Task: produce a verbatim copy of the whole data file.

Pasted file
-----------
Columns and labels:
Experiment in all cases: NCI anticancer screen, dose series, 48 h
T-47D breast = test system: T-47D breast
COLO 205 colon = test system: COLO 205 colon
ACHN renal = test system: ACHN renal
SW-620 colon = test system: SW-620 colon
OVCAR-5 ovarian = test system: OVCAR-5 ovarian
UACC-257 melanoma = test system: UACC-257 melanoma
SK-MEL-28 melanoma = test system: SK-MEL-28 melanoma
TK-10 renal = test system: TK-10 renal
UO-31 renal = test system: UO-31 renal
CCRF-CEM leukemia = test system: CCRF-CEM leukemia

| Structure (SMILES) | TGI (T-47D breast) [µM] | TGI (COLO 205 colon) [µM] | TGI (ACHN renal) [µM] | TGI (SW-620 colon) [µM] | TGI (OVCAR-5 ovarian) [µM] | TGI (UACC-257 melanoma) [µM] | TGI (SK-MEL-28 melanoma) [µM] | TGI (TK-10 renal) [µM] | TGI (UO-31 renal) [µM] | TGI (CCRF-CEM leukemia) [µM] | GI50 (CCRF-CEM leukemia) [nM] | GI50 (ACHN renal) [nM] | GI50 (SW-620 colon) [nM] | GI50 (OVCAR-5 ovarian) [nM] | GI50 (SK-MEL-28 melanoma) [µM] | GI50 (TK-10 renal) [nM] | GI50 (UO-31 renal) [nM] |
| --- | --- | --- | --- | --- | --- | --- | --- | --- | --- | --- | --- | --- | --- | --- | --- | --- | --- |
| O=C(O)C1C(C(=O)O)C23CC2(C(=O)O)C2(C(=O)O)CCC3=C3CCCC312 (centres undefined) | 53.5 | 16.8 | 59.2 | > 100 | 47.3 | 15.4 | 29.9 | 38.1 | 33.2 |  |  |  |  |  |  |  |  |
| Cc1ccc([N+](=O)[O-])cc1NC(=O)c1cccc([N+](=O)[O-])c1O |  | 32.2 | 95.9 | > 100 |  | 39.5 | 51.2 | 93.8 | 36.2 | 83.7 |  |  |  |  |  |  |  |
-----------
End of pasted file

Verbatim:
Columns and labels:
Experiment in all cases: NCI anticancer screen, dose series, 48 h
T-47D breast = test system: T-47D breast
COLO 205 colon = test system: COLO 205 colon
ACHN renal = test system: ACHN renal
SW-620 colon = test system: SW-620 colon
OVCAR-5 ovarian = test system: OVCAR-5 ovarian
UACC-257 melanoma = test system: UACC-257 melanoma
SK-MEL-28 melanoma = test system: SK-MEL-28 melanoma
TK-10 renal = test system: TK-10 renal
UO-31 renal = test system: UO-31 renal
CCRF-CEM leukemia = test system: CCRF-CEM leukemia

| Structure (SMILES) | TGI (T-47D breast) [µM] | TGI (COLO 205 colon) [µM] | TGI (ACHN renal) [µM] | TGI (SW-620 colon) [µM] | TGI (OVCAR-5 ovarian) [µM] | TGI (UACC-257 melanoma) [µM] | TGI (SK-MEL-28 melanoma) [µM] | TGI (TK-10 renal) [µM] | TGI (UO-31 renal) [µM] | TGI (CCRF-CEM leukemia) [µM] | GI50 (CCRF-CEM leukemia) [nM] | GI50 (ACHN renal) [nM] | GI50 (SW-620 colon) [nM] | GI50 (OVCAR-5 ovarian) [nM] | GI50 (SK-MEL-28 melanoma) [µM] | GI50 (TK-10 renal) [nM] | GI50 (UO-31 renal) [nM] |
| --- | --- | --- | --- | --- | --- | --- | --- | --- | --- | --- | --- | --- | --- | --- | --- | --- | --- |
| O=C(O)C1C(C(=O)O)C23CC2(C(=O)O)C2(C(=O)O)CCC3=C3CCCC312 (centres undefined) | 53.5 | 16.8 | 59.2 | > 100 | 47.3 | 15.4 | 29.9 | 38.1 | 33.2 |  |  |  |  |  |  |  |  |
| Cc1ccc([N+](=O)[O-])cc1NC(=O)c1cccc([N+](=O)[O-])c1O |  | 32.2 | 95.9 | > 100 |  | 39.5 | 51.2 | 93.8 | 36.2 | 83.7 |  |  |  |  |  |  |  |